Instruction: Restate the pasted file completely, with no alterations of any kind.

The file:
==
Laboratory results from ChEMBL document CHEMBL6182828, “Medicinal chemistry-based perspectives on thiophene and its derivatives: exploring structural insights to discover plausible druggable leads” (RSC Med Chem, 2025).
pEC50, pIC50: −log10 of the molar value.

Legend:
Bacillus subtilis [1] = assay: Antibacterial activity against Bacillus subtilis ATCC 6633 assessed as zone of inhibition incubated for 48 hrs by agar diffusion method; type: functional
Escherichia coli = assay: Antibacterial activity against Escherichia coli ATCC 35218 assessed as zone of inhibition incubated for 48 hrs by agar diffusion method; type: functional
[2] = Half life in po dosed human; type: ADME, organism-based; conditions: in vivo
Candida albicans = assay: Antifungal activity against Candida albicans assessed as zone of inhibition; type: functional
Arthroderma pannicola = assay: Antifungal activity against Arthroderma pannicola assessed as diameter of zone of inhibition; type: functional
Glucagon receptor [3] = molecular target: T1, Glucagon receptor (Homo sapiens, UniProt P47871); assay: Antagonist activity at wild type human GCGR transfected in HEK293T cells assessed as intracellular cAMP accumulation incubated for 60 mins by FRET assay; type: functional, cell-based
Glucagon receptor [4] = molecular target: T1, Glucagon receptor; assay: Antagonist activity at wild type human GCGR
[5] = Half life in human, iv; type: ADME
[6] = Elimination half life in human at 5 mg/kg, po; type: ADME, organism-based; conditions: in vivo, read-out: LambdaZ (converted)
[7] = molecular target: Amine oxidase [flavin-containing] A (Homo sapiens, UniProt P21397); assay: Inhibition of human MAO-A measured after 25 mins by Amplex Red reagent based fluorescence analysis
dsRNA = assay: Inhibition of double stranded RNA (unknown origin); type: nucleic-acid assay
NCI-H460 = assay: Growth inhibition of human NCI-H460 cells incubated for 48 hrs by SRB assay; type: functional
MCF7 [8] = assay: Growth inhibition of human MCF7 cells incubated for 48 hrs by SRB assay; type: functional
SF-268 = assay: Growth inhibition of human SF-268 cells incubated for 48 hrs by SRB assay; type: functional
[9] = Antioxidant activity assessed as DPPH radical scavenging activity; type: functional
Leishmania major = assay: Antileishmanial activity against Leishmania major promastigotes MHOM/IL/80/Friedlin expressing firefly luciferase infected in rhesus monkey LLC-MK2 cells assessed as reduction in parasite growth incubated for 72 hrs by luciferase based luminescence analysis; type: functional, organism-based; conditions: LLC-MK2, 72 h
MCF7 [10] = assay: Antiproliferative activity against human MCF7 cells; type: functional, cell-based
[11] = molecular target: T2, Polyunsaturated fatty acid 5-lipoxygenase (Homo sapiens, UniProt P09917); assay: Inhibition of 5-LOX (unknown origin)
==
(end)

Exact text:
Laboratory results from ChEMBL document CHEMBL6182828, “Medicinal chemistry-based perspectives on thiophene and its derivatives: exploring structural insights to discover plausible druggable leads” (RSC Med Chem, 2025).
pEC50, pIC50: −log10 of the molar value.

Legend:
Bacillus subtilis [1] = assay: Antibacterial activity against Bacillus subtilis ATCC 6633 assessed as zone of inhibition incubated for 48 hrs by agar diffusion method; type: functional
Escherichia coli = assay: Antibacterial activity against Escherichia coli ATCC 35218 assessed as zone of inhibition incubated for 48 hrs by agar diffusion method; type: functional
[2] = Half life in po dosed human; type: ADME, organism-based; conditions: in vivo
Candida albicans = assay: Antifungal activity against Candida albicans assessed as zone of inhibition; type: functional
Arthroderma pannicola = assay: Antifungal activity against Arthroderma pannicola assessed as diameter of zone of inhibition; type: functional
Glucagon receptor [3] = molecular target: T1, Glucagon receptor (Homo sapiens, UniProt P47871); assay: Antagonist activity at wild type human GCGR transfected in HEK293T cells assessed as intracellular cAMP accumulation incubated for 60 mins by FRET assay; type: functional, cell-based
Glucagon receptor [4] = molecular target: T1, Glucagon receptor; assay: Antagonist activity at wild type human GCGR
[5] = Half life in human, iv; type: ADME
[6] = Elimination half life in human at 5 mg/kg, po; type: ADME, organism-based; conditions: in vivo, read-out: LambdaZ (converted)
[7] = molecular target: Amine oxidase [flavin-containing] A (Homo sapiens, UniProt P21397); assay: Inhibition of human MAO-A measured after 25 mins by Amplex Red reagent based fluorescence analysis
dsRNA = assay: Inhibition of double stranded RNA (unknown origin); type: nucleic-acid assay
NCI-H460 = assay: Growth inhibition of human NCI-H460 cells incubated for 48 hrs by SRB assay; type: functional
MCF7 [8] = assay: Growth inhibition of human MCF7 cells incubated for 48 hrs by SRB assay; type: functional
SF-268 = assay: Growth inhibition of human SF-268 cells incubated for 48 hrs by SRB assay; type: functional
[9] = Antioxidant activity assessed as DPPH radical scavenging activity; type: functional
Leishmania major = assay: Antileishmanial activity against Leishmania major promastigotes MHOM/IL/80/Friedlin expressing firefly luciferase infected in rhesus monkey LLC-MK2 cells assessed as reduction in parasite growth incubated for 72 hrs by luciferase based luminescence analysis; type: functional, organism-based; conditions: LLC-MK2, 72 h
MCF7 [10] = assay: Antiproliferative activity against human MCF7 cells; type: functional, cell-based
[11] = molecular target: T2, Polyunsaturated fatty acid 5-lipoxygenase (Homo sapiens, UniProt P09917); assay: Inhibition of 5-LOX (unknown origin)